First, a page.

Our Historic Funeral Home

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Smith & Kernke Funeral Homes

1401 Northwest 23rd Street
Oklahoma City, Oklahoma, 73106
405-528-7542

 

 

The 70-year old home of Smith and Kernke Funeral Directors in Oklahoma City has been listed on the National Register of Historic Places, it was announced by deputy state historic preservation officer Melvena Heisch. The Mission/Spanish Colonial Revival building is the first home occupied by Smith and Kernke. It is located at 1401 NW 23rd Street, approximately two miles west of the State Capitol on the original Route 66. It was opened in 1939, when the firm was formed by Ralph Smith and Joe Kernke. Joe C. Kernke, Jr., son of the cofounder, joined the firm in the 1960's and began management of the funeral home in the 1970's .

We take great pride and satisfaction in this listing of our building. As one of only about four independent funeral firms remaining in Oklahoma County, Smith and Kernke has played an integral role in serving the people through more than half the history of Oklahoma City. While the interior has been redecorated from time to time, the original building remains the same as it was when Joe C. Kernke, Sr. and Ralph Smith opened it. All of the rooms serve the same basic functions.Harold Gimeno, an architect who has designed three other buildings that are now on the National Register, designed the building. "Because the building has been continuously used as a funeral home under the same name since it was constructed and is in excellent condition," said Heisch, "it has retained a high degree of integrity. It is an excellent example of the Mission/Spanish Colonial Revival style, and an excellent example of Gimeno's work.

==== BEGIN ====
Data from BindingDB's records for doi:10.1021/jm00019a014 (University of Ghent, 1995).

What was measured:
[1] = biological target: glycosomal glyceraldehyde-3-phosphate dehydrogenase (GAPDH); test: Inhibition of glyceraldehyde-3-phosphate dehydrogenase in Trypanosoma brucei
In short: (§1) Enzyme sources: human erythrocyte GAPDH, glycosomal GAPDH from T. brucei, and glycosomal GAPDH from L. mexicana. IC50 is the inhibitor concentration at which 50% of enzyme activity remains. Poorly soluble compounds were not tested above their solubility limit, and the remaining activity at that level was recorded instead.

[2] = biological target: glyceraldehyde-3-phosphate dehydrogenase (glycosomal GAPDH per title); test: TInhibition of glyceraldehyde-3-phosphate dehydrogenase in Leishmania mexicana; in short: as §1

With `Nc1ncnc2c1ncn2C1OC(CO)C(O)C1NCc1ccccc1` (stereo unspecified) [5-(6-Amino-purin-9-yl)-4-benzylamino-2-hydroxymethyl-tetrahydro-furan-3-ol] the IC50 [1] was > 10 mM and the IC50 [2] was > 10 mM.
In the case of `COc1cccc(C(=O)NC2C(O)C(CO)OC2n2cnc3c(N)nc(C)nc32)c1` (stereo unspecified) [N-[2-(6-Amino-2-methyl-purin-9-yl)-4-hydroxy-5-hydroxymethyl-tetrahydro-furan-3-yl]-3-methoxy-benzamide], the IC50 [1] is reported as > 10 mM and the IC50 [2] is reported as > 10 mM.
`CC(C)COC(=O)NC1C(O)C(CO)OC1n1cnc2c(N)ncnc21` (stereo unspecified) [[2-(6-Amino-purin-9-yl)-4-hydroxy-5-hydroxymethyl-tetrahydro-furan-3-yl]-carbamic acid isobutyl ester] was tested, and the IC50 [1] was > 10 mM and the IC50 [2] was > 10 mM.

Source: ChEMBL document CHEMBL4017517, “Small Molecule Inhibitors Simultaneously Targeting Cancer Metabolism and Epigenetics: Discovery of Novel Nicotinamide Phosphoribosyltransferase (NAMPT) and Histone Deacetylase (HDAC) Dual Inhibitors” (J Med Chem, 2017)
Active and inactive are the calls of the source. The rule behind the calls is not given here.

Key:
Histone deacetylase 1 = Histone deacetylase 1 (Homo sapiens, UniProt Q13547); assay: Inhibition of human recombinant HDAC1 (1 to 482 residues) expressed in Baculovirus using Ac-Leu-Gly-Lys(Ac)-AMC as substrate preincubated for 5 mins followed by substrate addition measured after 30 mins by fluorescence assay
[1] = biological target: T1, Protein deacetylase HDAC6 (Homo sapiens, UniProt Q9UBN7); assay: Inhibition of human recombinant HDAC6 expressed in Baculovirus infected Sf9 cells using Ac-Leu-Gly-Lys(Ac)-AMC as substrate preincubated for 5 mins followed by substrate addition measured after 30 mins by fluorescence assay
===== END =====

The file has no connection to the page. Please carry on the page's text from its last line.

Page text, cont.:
It is a singular work due to its clear architectural expression and organization, its restrained but effective use of detail, and its use of landscape as an integral part of the design. The only added structure is a garage, which was built in 1950. The large art glass window and a gable-shaped end wall form a striking composition from the street. The original building features simple roof forms that delineate the separate areas of the chapel, work area, and entry. Arched windows are used in the chapel, and rectangular windows are used in the rest of the building. Landscaping includes evergreen, vertical planting, with a formal, sculptural quality, and a 1946 photo indicates many of the plants may be original.

 

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